We’ve given up on attribution. We know 50% of what we do doesn’t work, and there is no way of knowing which. But there is nothing we can do about it.
Does that sound familiar? Then you are not alone. A lot of people in sales and marketing have given up. And that is at a time when we were hoping that digital platforms were going to fix those attribution problems once and for all.
And yes. B2C attribution can be complicated - how do you assign value to channels, touches, conversions and you have to choose between first touch, last touch, linear, custom or AI based models.
However, B2B attribution is way more complicated. Now you are looking at multiple people and you need to join the activity from all those people representing your búyer into a single journey for analysis. Also you have a more much longer and more complex funnel with conferences, trade shows, paid ads, content marketing, retargeting, email flows, webinars, BDR calls, demo calls, onsite visits, sales calls and so on. And finally you need to connect the journey with a deal and revenue which is often closed offline or via digital signature on a pdf.
You need raw tracking data in a data warehouse
The first part of the solution would be to implement a tracking service that can provide event level data about what is going on on all your websites, apps, and digital products and offers the ability to identify users when they provide an email address. We mostly work with segment.com but there are other options out there. What you want is basically all the data in a data warehouse like Google BigQuery where you can do your own analysis.
Then you need to bring your CRM data in there as well
Then you want to bring in your CRM data that holds information about the relation between users and companies. In some cases you can also pull your deal and revenue information from the CRM. If not you need to bring that in from a payment solution provider or maybe from your ERP system. Your CRM system could also hold information about email campaigns and offline activities like onsite visits and conferences. If you want the full picture you should also try to get call data out of your CRM system.
And your raw ad-performance data
Finally, you need to get your data out of Google and Facebook Ads and any other provider you use. You need the raw data because you want to be able to connect the data with the rest of your customer journey graph.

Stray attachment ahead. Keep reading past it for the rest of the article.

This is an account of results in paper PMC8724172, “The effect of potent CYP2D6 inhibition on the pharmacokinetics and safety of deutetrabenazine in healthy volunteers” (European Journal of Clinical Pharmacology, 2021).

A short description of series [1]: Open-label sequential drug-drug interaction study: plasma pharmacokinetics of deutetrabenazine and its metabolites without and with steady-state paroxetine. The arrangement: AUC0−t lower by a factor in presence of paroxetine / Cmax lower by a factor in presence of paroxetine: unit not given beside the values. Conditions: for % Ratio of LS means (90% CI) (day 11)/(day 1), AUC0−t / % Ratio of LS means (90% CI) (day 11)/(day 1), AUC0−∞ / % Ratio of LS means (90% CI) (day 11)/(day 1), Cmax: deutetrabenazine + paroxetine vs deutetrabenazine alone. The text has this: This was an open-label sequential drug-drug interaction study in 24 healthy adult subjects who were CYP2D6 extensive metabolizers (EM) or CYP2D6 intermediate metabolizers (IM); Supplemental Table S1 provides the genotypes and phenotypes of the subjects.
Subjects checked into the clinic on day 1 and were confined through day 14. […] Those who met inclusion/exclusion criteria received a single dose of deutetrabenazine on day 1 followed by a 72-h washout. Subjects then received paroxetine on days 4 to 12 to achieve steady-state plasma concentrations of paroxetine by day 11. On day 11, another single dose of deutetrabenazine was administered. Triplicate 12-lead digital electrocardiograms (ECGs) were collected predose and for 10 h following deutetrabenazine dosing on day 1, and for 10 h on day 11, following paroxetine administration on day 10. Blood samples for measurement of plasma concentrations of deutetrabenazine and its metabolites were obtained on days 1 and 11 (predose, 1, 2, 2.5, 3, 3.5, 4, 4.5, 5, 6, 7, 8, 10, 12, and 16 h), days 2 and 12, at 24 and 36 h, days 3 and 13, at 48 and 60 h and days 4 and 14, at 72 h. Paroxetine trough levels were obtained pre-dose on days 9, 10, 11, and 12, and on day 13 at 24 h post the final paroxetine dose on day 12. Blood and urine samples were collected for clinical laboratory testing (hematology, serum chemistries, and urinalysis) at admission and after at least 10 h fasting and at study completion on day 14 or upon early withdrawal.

We use Segment to move data when possible, but in some cases there is no Segment integration or the integration is missing some of the data we would like for our graph.
Then you connect all the data to a meaningful customer journey graph
Now you need to connect everything in a customer graph that describes the customer’s journey from ad clickthroughs all the way through to buying. You need to join all the users that represent a company into one graph. You do this based on enrichment data, emails and the CRM data. Next divide the data up into touchpoints which is what you want to attribute to in the end.
Now you are ready to start doing attribution
Now you have assembled your customer journey graph. Represented visually it looks a bit like this for a customer:
It is made up of a number of people that represent a company. The people engage with your company in a number of touchpoints. And finally they purchase. For advanced analysis you also want to know about what went on inside the touchpoint so for instance what content did they see or what was the subject of a specific call.
Now you need to select or design your attribution model and apply it
Once the data is in place you need to select an attribution model and apply it to the data. You can start with a simple model where all value is assigned to the first touch for your company. In the example above it would be the first touch of user 1.
This model would help you understand which lead channels are the most powerful ones when it comes to establishing contact with new customer leads.
Create a multitouch model for ROI
You should also create a multitouch model to help better understand ROI. The simplest one would be a linear model that evenly splits revenue across touches. This is often too simplistic.
So you could go for a weighted model that assigns value based on type of touch and when the touch happens. You should decide what to weigh the most in your funnel. It could give special weight to:
the first touch - this rewards activities that establish contacts to new leads.
the first conversion - a reward for the first time you are able to contact the lead.
all conversions - this awards generally those activities that creates contacts that you can email or call.
touches that happen after more than 30 days of being out of touch - this should reward efforts to bring back a lead.
Distribute some value across all touches.
If you are very advanced you could also weigh the credit you give based on the persona of the user.
This type of model should give you an approximation of the actual value of your lead channels and touchpoints.
Calculate ROI for channels where you can attribute cost
For those activities where you can attribute cost you can now create real ROI views letting you inspect the ratio between cost and revenue. The obvious places to look is at CPC spend and potentially at BDR calls. Here you can connect cost very precisely to revenue via behavioral data in your customer journey graph.
It is hard but it is worth it
It is a big, complicated job to create a working attribution model for a B2B business. That is why many people end up not doing it and accept sub-optimisation inside siloed areas. But for those that build a model there is no going back. The efficiency gains are tangible. It is not untrue that 50% of your marketing is wasted as is often said. Having attribution can help you find that money and reinvest it where it actually counts.